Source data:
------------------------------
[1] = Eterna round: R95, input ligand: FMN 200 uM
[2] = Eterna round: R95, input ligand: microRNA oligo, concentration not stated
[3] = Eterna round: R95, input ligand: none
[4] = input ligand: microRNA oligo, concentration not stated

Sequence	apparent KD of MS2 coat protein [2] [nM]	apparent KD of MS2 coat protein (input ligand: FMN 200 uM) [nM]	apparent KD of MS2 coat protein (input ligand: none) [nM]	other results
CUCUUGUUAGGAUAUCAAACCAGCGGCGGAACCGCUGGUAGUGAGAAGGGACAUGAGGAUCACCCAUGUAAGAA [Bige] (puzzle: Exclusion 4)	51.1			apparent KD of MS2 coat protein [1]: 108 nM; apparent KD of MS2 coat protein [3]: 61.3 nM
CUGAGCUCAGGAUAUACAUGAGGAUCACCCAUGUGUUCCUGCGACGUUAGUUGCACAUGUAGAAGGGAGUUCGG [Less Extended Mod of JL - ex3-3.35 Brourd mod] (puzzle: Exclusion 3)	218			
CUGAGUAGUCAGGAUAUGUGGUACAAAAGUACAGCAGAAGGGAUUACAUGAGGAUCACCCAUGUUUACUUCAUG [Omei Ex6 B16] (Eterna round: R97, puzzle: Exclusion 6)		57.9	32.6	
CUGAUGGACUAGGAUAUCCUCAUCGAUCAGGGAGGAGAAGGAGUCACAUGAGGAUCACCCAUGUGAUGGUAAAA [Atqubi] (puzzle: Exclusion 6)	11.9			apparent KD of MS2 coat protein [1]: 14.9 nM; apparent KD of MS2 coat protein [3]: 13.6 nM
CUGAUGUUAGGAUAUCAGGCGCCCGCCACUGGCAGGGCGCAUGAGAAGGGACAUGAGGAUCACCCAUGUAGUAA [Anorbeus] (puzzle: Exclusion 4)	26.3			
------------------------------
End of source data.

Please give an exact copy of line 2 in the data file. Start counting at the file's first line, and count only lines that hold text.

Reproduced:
[2] = Eterna round: R95, input ligand: microRNA oligo, concentration not stated